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Thu Jan 11, 2018, 12:33 AM

Brazil Joins France in Dangerous Pursuit to Snuff Out Fake News

By Francesca Friday • 01/10/18 4:30pm

Brazilian President Michel Temer at UN headquarters in New York on September 19, 2017.
Spencer Platt/Getty Images

Brazil has joined France in the unapologetic, state-supported pursuit of online censorship, citing that an onslaught of fake news is disrupting its impending elections. Brazil’s Federal Police announced its plan in a tweet to “combat false news during the election process” by means of a “specially formed group” for the upcoming 2018 primaries, adding that “the measures are intended to identify and punish the authors of ‘fake news’ for or against candidates.”

The proposed group of government officials who will be responsible for filtering online political content the way they see fit, even though there is no legislation currently in place to warrant censorship to such an extremity, will be comprised of high-ranking judiciary officials, including conservative Supreme Court Judge Gilmar Mendes, who is notorious for halting the impeachment of President Michel Temer after he was charged with illegal campaign funding.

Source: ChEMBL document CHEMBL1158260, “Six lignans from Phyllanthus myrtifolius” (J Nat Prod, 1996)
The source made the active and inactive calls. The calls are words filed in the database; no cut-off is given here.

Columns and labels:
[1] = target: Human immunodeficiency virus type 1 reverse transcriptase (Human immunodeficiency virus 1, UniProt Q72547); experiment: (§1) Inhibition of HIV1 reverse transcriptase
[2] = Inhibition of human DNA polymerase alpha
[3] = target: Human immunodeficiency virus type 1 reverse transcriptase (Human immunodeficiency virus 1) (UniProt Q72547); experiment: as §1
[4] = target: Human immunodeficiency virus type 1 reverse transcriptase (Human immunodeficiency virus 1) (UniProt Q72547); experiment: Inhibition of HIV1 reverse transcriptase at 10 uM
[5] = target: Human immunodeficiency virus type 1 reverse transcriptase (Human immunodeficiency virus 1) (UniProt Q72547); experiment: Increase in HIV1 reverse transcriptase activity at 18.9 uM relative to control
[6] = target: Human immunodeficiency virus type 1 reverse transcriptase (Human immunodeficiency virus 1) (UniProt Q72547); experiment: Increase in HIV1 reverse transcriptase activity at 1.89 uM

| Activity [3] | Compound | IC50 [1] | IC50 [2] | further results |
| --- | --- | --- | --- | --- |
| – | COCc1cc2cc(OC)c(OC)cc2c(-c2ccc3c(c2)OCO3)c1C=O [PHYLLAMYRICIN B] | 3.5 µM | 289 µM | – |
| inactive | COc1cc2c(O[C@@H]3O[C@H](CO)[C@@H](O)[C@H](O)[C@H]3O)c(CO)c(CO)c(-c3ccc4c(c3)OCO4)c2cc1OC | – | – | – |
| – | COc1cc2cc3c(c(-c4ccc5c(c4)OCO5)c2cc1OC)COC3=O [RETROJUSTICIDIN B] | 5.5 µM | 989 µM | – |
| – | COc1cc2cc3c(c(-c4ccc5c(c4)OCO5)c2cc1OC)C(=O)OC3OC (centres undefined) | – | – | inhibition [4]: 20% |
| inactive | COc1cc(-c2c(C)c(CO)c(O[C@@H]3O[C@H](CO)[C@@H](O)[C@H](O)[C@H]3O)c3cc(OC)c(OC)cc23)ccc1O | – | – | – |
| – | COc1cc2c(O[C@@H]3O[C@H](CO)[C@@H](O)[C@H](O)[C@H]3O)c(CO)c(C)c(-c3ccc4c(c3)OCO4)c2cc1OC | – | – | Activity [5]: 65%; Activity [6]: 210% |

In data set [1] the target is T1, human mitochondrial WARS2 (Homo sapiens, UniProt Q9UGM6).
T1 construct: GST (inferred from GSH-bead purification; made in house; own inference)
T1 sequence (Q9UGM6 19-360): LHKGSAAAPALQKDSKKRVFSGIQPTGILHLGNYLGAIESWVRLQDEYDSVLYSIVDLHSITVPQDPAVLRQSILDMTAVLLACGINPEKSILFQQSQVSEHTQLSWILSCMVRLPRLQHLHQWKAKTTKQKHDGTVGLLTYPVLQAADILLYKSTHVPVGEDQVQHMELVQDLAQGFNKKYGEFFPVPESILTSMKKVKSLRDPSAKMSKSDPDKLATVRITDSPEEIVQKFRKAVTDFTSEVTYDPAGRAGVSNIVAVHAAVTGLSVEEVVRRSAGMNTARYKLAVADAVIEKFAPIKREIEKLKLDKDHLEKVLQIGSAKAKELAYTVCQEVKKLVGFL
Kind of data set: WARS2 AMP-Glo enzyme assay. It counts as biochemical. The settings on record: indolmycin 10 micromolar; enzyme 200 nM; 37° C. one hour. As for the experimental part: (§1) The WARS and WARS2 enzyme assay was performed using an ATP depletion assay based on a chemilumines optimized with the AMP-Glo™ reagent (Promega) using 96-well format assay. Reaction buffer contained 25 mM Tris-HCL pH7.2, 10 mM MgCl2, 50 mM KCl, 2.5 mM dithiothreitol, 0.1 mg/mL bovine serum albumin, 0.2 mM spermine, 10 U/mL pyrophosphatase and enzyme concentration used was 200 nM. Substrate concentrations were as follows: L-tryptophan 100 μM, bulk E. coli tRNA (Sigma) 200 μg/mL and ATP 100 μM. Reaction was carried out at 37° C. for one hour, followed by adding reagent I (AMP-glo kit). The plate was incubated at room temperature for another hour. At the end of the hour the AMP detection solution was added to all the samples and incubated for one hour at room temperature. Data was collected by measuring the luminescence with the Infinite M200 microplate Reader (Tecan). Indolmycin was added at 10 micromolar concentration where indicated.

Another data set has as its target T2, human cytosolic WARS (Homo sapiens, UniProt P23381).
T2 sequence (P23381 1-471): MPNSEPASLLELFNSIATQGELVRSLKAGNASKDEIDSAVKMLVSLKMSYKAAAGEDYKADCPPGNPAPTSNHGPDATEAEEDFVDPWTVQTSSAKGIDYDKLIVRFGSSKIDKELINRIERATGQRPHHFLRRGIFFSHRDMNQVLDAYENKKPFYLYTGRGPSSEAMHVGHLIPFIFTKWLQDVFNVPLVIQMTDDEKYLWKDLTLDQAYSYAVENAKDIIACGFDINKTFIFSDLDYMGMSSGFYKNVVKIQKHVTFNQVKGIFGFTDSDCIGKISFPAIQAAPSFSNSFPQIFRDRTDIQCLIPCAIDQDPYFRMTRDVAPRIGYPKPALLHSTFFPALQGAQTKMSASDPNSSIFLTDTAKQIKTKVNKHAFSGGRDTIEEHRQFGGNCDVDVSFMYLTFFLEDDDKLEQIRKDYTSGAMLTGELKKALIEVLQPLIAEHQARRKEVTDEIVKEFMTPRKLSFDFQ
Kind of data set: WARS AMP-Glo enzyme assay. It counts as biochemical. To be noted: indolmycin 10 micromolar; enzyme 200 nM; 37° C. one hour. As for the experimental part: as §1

One of Brazil’s top police officials, Federal Police Director of Investigation and Organized Crime Eugênio Ricas, told Brazilian news site RF that the delegated task force is already mobilized and that their goal is “not the creation of a new law” but “to establish a protocol of action during the elections to combat fake news.”

When pressed on what legislation is currently in place to reprimand purveyors of fake news, Ricas issued a grave warning—if current law fails, they will enact the Law of National Security, an archaic piece of legislation instated by Brazil’s military state in 1983 that makes it a felony to “spread rumors that cause panic.” Although Ricas admits that “Brazil needs to modernize its legislation,” censorship laws from a past dictatorship do not perturb him. “If this does not happen it is our obligation to work with the legal framework we have,” he said.


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